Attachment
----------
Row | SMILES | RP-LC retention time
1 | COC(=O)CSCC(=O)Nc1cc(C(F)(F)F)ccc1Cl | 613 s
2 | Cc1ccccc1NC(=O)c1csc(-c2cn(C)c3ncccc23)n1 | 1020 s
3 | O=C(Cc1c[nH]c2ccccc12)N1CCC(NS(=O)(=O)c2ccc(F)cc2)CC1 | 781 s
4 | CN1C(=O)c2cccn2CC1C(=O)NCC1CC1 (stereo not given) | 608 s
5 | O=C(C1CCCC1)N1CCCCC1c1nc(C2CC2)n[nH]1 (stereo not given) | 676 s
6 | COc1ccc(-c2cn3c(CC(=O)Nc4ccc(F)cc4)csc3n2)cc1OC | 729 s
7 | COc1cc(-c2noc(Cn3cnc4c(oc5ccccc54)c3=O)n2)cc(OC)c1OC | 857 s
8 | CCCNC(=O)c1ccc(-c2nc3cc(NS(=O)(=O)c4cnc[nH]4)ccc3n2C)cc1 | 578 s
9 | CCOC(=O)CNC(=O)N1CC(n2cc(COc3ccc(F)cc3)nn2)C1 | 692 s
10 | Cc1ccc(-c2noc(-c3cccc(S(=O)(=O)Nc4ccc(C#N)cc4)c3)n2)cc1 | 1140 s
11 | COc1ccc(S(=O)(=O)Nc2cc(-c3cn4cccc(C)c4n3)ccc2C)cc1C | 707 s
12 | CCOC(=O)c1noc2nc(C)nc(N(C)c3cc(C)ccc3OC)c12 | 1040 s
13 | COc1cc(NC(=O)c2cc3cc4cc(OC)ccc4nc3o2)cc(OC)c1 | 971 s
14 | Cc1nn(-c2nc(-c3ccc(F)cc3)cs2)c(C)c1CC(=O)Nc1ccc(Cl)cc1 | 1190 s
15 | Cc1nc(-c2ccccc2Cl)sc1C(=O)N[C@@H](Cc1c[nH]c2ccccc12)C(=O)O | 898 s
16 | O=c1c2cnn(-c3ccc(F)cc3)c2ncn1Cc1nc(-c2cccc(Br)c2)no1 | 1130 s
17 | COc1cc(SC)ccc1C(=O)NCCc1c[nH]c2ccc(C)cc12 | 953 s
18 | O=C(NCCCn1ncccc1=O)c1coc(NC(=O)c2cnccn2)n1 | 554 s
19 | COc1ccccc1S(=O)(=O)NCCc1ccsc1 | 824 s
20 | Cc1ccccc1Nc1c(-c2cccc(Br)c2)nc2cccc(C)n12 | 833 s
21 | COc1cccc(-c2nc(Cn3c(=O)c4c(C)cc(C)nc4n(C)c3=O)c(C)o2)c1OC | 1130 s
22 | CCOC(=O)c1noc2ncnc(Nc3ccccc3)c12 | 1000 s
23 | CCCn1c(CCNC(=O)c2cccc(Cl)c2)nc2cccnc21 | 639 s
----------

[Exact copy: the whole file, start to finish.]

Row | SMILES | RP-LC retention time
1 | COC(=O)CSCC(=O)Nc1cc(C(F)(F)F)ccc1Cl | 613 s
2 | Cc1ccccc1NC(=O)c1csc(-c2cn(C)c3ncccc23)n1 | 1020 s
3 | O=C(Cc1c[nH]c2ccccc12)N1CCC(NS(=O)(=O)c2ccc(F)cc2)CC1 | 781 s
4 | CN1C(=O)c2cccn2CC1C(=O)NCC1CC1 (stereo not given) | 608 s
5 | O=C(C1CCCC1)N1CCCCC1c1nc(C2CC2)n[nH]1 (stereo not given) | 676 s
6 | COc1ccc(-c2cn3c(CC(=O)Nc4ccc(F)cc4)csc3n2)cc1OC | 729 s
7 | COc1cc(-c2noc(Cn3cnc4c(oc5ccccc54)c3=O)n2)cc(OC)c1OC | 857 s
8 | CCCNC(=O)c1ccc(-c2nc3cc(NS(=O)(=O)c4cnc[nH]4)ccc3n2C)cc1 | 578 s
9 | CCOC(=O)CNC(=O)N1CC(n2cc(COc3ccc(F)cc3)nn2)C1 | 692 s
10 | Cc1ccc(-c2noc(-c3cccc(S(=O)(=O)Nc4ccc(C#N)cc4)c3)n2)cc1 | 1140 s
11 | COc1ccc(S(=O)(=O)Nc2cc(-c3cn4cccc(C)c4n3)ccc2C)cc1C | 707 s
12 | CCOC(=O)c1noc2nc(C)nc(N(C)c3cc(C)ccc3OC)c12 | 1040 s
13 | COc1cc(NC(=O)c2cc3cc4cc(OC)ccc4nc3o2)cc(OC)c1 | 971 s
14 | Cc1nn(-c2nc(-c3ccc(F)cc3)cs2)c(C)c1CC(=O)Nc1ccc(Cl)cc1 | 1190 s
15 | Cc1nc(-c2ccccc2Cl)sc1C(=O)N[C@@H](Cc1c[nH]c2ccccc12)C(=O)O | 898 s
16 | O=c1c2cnn(-c3ccc(F)cc3)c2ncn1Cc1nc(-c2cccc(Br)c2)no1 | 1130 s
17 | COc1cc(SC)ccc1C(=O)NCCc1c[nH]c2ccc(C)cc12 | 953 s
18 | O=C(NCCCn1ncccc1=O)c1coc(NC(=O)c2cnccn2)n1 | 554 s
19 | COc1ccccc1S(=O)(=O)NCCc1ccsc1 | 824 s
20 | Cc1ccccc1Nc1c(-c2cccc(Br)c2)nc2cccc(C)n12 | 833 s
21 | COc1cccc(-c2nc(Cn3c(=O)c4c(C)cc(C)nc4n(C)c3=O)c(C)o2)c1OC | 1130 s
22 | CCOC(=O)c1noc2ncnc(Nc3ccccc3)c12 | 1000 s
23 | CCCn1c(CCNC(=O)c2cccc(Cl)c2)nc2cccnc21 | 639 s